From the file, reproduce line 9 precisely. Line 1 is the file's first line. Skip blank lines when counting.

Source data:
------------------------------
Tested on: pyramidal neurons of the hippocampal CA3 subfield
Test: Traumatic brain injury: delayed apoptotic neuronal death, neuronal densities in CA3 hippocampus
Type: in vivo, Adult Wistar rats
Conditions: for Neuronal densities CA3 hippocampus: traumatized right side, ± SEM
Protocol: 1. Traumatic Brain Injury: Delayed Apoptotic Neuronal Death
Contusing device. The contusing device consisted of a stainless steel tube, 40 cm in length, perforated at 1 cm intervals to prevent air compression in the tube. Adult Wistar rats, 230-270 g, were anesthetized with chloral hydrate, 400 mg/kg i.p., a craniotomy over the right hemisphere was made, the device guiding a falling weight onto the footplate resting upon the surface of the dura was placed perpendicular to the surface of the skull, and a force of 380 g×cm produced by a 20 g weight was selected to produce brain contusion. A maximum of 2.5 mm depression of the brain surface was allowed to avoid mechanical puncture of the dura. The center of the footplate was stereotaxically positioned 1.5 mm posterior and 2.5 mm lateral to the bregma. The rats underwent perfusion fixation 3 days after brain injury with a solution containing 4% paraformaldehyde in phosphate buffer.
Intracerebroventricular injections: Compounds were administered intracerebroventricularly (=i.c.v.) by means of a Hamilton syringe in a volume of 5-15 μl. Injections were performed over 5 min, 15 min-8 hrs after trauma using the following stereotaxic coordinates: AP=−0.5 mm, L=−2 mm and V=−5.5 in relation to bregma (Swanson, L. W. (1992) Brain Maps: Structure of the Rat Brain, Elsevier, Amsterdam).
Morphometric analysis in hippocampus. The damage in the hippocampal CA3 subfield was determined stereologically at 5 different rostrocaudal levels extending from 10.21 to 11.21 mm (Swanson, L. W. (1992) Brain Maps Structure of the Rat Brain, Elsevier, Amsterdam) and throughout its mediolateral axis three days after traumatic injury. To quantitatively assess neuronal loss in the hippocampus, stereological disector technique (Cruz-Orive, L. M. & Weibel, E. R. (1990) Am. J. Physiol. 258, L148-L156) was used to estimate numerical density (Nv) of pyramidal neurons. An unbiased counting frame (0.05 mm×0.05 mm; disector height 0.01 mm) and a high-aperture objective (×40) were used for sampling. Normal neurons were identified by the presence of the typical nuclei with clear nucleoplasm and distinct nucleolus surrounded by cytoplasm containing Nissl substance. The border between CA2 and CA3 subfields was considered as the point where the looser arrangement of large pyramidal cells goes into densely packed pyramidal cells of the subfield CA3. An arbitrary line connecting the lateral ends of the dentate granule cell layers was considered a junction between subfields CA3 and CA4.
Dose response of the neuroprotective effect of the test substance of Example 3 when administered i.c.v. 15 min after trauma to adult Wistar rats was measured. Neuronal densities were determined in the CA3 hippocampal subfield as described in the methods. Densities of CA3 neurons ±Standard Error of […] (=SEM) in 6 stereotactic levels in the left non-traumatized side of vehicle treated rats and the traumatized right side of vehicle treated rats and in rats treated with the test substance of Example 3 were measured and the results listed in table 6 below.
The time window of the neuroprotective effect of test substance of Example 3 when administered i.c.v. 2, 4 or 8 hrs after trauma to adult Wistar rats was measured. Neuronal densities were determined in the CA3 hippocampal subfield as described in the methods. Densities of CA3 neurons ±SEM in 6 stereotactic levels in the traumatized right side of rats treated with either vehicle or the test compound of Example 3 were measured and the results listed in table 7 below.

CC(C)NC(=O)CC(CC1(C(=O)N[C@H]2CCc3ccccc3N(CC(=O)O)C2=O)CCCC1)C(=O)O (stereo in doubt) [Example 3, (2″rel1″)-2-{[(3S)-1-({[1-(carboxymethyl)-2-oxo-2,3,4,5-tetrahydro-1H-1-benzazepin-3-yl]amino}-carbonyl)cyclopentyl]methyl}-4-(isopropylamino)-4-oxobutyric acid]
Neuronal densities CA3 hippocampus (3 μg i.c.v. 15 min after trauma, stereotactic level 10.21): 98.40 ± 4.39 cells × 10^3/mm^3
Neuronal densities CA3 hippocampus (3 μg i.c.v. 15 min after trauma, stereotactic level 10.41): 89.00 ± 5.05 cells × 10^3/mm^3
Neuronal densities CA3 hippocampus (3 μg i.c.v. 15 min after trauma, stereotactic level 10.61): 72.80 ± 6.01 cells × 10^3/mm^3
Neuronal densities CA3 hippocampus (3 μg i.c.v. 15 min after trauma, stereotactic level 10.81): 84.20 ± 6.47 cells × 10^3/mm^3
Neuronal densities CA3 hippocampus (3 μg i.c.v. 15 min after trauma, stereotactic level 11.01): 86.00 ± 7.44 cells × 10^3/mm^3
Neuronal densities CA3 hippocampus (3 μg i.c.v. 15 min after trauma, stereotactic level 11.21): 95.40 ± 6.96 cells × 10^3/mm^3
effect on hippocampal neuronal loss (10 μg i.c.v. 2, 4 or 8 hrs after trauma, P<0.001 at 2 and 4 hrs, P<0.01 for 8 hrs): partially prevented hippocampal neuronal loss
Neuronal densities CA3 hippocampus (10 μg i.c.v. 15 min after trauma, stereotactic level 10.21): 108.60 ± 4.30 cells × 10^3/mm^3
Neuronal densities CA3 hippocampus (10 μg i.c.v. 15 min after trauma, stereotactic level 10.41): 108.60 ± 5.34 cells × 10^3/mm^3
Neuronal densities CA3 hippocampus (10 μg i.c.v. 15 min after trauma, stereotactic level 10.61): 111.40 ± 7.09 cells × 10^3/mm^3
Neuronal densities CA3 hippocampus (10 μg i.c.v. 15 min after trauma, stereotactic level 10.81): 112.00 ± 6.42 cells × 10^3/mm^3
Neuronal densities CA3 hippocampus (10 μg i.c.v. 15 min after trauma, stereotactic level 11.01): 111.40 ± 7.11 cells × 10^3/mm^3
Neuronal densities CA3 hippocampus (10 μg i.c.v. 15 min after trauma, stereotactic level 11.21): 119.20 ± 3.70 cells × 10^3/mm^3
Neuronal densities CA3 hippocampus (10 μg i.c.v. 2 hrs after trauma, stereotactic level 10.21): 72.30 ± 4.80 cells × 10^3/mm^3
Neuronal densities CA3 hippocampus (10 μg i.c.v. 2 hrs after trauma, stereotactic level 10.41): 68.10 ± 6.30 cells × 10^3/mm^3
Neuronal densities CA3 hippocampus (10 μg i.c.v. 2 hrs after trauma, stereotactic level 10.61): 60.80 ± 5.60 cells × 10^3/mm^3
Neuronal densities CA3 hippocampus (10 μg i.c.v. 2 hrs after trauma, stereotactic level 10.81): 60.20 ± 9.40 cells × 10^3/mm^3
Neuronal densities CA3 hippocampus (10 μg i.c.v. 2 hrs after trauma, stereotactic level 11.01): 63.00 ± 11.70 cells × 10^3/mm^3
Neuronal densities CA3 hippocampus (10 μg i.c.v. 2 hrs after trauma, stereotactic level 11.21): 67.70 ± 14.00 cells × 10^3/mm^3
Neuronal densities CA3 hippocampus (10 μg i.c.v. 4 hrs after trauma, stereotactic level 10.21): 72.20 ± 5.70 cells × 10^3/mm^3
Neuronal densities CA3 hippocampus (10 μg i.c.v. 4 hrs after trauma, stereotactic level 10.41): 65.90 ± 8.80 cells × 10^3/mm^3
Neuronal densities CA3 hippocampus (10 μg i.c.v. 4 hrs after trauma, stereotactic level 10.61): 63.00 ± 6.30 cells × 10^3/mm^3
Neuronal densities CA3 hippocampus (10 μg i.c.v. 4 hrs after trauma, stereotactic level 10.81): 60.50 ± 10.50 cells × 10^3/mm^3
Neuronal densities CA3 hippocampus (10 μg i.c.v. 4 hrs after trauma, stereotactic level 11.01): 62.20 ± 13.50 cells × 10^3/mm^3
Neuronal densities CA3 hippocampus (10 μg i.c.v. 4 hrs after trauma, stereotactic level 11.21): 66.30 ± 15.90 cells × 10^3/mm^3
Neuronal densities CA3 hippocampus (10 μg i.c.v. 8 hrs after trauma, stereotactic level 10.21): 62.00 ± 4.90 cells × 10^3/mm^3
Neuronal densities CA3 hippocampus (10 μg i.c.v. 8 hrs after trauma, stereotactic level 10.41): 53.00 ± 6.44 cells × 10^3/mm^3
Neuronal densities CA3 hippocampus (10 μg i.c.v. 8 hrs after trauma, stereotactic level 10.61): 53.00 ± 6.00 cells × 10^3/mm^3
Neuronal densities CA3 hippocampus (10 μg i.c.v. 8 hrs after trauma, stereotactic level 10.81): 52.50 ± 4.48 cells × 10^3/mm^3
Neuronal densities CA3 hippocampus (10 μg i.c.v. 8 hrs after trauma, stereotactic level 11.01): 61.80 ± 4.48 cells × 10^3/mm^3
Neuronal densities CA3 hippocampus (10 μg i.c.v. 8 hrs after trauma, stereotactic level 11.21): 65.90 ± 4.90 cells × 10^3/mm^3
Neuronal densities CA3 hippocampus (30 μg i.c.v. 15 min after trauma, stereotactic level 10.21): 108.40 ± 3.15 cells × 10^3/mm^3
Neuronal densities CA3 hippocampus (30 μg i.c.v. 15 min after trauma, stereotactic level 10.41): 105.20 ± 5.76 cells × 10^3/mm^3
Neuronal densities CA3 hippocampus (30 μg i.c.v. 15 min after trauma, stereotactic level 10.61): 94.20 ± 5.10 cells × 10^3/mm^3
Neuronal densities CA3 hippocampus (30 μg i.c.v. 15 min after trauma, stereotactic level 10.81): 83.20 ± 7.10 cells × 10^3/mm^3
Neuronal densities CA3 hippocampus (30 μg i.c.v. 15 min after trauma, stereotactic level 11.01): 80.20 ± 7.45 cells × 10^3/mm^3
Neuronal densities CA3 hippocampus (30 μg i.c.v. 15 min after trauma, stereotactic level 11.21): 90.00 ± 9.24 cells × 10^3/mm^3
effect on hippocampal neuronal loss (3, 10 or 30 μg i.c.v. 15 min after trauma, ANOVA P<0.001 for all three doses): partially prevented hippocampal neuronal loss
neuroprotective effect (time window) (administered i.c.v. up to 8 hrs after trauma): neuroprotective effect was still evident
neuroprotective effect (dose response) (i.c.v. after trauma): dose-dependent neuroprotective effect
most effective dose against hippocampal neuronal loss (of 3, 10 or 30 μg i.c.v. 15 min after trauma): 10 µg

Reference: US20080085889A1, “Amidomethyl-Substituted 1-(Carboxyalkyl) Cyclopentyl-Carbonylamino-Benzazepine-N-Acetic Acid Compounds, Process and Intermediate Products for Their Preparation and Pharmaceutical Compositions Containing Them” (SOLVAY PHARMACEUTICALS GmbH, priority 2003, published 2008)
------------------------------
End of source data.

Dose response of the neuroprotective effect of the test substance of Example 3 when administered i.c.v. 15 min after trauma to adult Wistar rats was measured. Neuronal densities were determined in the CA3 hippocampal subfield as described in the methods. Densities of CA3 neurons ±Standard Error of […] (=SEM) in 6 stereotactic levels in the left non-traumatized side of vehicle treated rats and the traumatized right side of vehicle treated rats and in rats treated with the test substance of Example 3 were measured and the results listed in table 6 below.